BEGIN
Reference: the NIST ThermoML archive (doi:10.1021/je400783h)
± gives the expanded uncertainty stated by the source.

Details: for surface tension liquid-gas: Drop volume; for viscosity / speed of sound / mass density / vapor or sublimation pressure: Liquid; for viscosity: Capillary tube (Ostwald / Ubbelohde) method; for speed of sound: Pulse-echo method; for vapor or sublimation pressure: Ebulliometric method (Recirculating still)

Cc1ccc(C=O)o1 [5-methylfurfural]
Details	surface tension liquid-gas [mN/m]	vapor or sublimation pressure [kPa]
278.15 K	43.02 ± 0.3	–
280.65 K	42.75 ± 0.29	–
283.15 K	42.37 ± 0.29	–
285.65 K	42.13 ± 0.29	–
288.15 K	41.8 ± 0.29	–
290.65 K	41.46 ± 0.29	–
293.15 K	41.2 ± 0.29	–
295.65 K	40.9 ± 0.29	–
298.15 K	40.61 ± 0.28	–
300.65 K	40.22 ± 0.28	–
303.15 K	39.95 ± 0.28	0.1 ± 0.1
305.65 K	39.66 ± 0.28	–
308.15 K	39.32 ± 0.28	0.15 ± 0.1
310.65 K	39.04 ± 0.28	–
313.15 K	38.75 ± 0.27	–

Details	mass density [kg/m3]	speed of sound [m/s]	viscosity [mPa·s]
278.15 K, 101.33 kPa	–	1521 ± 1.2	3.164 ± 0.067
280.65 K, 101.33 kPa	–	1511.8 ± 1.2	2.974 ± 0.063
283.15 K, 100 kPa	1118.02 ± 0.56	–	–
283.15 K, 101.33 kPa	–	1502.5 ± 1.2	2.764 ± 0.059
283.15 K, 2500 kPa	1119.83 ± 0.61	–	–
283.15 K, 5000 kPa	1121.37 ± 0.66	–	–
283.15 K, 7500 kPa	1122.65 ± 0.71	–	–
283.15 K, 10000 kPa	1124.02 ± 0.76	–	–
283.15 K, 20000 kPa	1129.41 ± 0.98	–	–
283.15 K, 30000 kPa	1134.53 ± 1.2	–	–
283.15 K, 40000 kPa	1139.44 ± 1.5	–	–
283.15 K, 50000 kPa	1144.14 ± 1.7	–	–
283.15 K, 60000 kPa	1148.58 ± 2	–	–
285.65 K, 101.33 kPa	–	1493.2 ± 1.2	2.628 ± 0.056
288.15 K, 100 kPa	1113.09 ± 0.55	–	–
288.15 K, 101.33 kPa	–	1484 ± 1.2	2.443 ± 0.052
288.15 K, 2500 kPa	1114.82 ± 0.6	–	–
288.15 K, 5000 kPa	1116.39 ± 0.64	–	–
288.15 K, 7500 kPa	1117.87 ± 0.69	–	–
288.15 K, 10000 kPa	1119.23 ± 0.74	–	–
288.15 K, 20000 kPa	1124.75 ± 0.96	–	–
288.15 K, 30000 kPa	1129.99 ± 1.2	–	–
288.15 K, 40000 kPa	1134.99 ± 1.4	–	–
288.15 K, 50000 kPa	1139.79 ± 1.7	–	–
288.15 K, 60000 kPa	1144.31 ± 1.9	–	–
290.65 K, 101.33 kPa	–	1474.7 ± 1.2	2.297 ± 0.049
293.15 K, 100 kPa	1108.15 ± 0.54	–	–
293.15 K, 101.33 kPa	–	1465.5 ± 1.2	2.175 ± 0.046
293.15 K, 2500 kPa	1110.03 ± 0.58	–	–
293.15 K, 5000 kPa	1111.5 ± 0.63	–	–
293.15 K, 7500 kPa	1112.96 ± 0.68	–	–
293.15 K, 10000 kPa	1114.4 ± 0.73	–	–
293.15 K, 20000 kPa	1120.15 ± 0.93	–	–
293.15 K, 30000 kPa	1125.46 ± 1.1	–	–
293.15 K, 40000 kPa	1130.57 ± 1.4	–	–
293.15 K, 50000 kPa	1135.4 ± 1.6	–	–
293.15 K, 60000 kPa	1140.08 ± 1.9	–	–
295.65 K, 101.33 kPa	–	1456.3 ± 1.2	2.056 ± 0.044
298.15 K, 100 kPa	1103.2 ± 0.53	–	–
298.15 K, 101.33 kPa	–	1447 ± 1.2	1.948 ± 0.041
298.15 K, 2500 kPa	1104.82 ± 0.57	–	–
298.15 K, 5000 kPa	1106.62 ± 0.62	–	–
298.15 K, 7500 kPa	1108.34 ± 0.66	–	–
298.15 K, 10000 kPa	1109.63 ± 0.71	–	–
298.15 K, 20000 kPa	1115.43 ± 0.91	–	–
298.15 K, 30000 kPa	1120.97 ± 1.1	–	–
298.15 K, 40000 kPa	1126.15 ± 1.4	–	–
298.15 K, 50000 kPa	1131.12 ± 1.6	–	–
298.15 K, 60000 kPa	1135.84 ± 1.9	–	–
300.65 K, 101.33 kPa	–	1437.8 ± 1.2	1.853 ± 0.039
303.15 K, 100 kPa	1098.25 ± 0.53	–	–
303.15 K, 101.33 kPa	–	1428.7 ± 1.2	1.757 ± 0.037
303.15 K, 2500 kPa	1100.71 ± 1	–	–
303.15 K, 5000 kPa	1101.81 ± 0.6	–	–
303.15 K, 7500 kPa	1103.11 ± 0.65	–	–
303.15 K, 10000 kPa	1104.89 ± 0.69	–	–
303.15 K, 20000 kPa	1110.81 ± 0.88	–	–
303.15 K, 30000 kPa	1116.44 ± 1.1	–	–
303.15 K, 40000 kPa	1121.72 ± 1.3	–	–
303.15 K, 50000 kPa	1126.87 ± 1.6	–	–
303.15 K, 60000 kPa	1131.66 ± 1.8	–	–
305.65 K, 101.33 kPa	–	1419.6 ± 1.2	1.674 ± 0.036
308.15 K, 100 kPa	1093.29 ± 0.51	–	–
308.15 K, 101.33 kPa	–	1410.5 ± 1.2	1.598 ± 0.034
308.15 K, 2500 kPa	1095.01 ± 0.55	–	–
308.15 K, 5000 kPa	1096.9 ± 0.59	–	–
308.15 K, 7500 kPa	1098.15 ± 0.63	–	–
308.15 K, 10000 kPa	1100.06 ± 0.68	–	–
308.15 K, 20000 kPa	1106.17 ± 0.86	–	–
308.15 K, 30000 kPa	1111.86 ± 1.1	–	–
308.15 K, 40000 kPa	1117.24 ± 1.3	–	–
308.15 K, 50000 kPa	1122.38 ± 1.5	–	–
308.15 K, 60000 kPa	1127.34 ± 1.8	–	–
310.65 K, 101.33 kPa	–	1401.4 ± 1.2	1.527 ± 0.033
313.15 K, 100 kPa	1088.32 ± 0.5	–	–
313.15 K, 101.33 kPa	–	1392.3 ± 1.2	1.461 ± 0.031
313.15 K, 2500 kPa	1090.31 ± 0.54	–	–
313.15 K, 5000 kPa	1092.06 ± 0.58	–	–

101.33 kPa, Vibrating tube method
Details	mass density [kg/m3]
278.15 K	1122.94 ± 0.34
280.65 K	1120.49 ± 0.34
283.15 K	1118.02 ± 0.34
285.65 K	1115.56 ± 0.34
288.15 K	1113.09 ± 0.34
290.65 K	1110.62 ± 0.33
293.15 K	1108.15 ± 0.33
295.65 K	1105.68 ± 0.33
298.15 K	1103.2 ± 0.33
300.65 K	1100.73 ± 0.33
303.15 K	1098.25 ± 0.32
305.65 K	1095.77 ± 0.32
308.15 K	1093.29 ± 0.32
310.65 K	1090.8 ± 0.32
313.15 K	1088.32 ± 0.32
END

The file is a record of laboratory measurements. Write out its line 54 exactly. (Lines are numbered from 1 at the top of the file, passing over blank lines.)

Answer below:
293.15 K, 20000 kPa	1120.15 ± 0.93	–	–